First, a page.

"City-state partnership has been and will continue to be important to ensure the safety and long-term security of our local water supply," said Mayor Romero. "Tucson’s mayor and Council have already invested millions of local dollars to treat PFAS contamination," she said. "Still, there is an urgent need for the federal government and responsible parties to initiate or provide funding for large-scale PFAS cleanup efforts."
"Tucson Water ratepayers are not responsible for PFAS contamination and should not be left with the bill," Romero said.
"ADEQ and the state of Arizona join the city of Tucson in our commitment to protect the drinking water supply for all Tucsonans," said ADEQ Director Misael Cabrera. "TARP was not designed to remove PFAS, and Tucson Water has invested millions of dollars to keep the water safe from these compounds. Pursuing alternative end-uses for treated TARP water is a prudent move that will allow the plant to return to service. The $2 million from the state will expedite getting TARP safely back online and prevent the plume of groundwater contamination from spreading outside of the treatment zone," he said.
The governor's office said that Tucson Water could discharge water to the Santa Cruz, or use the water as part of Tucson's reclaimed water system for landscape irrigation.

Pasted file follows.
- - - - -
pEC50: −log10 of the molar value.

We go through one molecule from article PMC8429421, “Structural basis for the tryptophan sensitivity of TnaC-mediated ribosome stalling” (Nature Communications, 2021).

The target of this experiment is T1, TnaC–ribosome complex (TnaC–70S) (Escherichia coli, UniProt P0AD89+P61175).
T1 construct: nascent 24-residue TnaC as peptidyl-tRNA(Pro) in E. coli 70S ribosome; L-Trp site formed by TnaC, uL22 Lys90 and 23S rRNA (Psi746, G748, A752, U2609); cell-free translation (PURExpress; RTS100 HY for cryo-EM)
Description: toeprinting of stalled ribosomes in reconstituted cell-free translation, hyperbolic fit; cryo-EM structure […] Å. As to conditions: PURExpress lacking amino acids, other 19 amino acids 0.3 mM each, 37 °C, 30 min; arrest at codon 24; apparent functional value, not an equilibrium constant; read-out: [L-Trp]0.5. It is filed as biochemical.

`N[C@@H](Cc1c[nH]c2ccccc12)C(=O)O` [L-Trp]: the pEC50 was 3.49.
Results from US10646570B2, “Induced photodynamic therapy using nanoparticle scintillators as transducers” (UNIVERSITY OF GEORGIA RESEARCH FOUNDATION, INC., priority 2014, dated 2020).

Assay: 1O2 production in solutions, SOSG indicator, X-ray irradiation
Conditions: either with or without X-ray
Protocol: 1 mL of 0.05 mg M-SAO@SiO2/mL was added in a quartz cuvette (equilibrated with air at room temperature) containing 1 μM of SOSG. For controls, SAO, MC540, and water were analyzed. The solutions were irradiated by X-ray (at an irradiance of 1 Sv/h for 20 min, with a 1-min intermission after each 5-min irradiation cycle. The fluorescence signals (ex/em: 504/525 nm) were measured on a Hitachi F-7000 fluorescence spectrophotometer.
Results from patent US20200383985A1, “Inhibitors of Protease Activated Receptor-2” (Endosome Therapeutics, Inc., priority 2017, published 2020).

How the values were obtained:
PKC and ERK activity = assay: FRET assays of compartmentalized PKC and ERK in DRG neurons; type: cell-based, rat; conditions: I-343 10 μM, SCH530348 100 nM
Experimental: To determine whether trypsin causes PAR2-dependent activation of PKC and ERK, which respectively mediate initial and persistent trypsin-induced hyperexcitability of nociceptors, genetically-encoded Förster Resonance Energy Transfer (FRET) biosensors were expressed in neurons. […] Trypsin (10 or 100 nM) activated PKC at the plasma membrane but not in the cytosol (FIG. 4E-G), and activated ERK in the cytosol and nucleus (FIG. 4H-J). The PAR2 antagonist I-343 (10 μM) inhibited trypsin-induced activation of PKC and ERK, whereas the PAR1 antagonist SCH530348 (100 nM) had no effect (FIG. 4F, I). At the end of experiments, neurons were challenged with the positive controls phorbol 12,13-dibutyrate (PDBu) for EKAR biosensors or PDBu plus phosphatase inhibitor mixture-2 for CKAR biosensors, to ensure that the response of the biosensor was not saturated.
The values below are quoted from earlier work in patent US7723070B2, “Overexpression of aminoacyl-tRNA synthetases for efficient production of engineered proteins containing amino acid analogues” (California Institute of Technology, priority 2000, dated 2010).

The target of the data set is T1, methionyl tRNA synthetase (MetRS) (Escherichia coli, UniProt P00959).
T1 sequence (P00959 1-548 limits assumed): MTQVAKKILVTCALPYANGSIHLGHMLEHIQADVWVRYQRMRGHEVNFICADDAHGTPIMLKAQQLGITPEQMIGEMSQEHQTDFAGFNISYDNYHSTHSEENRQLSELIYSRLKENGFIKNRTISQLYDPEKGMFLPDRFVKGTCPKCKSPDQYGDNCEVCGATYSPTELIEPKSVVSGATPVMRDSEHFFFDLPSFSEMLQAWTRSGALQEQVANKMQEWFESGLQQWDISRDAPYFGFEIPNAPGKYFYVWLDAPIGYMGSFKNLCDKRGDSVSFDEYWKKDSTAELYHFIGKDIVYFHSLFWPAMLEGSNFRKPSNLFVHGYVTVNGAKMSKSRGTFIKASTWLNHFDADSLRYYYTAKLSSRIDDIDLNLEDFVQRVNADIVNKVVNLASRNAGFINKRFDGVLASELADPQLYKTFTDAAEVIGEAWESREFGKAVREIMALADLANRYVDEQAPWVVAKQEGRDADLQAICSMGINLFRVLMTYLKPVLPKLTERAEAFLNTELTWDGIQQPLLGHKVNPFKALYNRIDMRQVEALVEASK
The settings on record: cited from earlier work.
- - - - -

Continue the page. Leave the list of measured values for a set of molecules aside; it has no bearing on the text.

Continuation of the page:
In the release, Tucson Water officials were careful to emphasize that the pipeline does not mean untreated water will be sent into the Santa Cruz River.
"When TARP reopens, we’ll still be treating this water to a very high standard prior to any discharge to the river." said interim Tucson Water Director John Kmiec. "We will continue our vigilance by monitoring the water quality coming out of TARP every week. What this project does is provide a temporary measure to keep TARP running and keep the TCE plume contained until a long-term solution is developed to address PFAS in this part of our aquifer."
Last year, ADEQ agreed to spend $3.3 million from the state's Water Quality Assurance Revolving Fund to stop PFAS from affecting Tucson's drinking water sources, and ADEQ is working on designing an "early response action" just north of Davis-Monthan Air Force Base to protect Tucson Water's central well-field, which the governor's office called a "critical component of the community’s long-term water supply."
"We continue to call on the federal government to take prompt action to address PFAS contamination in Arizona," Ducey said. "Arizona is acting now to contain the threat of PFAS," he said, adding that the state was pushing Defense Department officials to deal with PFAS contamination of groundwater throughout Arizona."
In April, Ducey sent a letter to U.S. Secretary of Defense Lloyd Austin calling on the Pentagon to take prompt action to address groundwater contamination near Arizona’s military installations.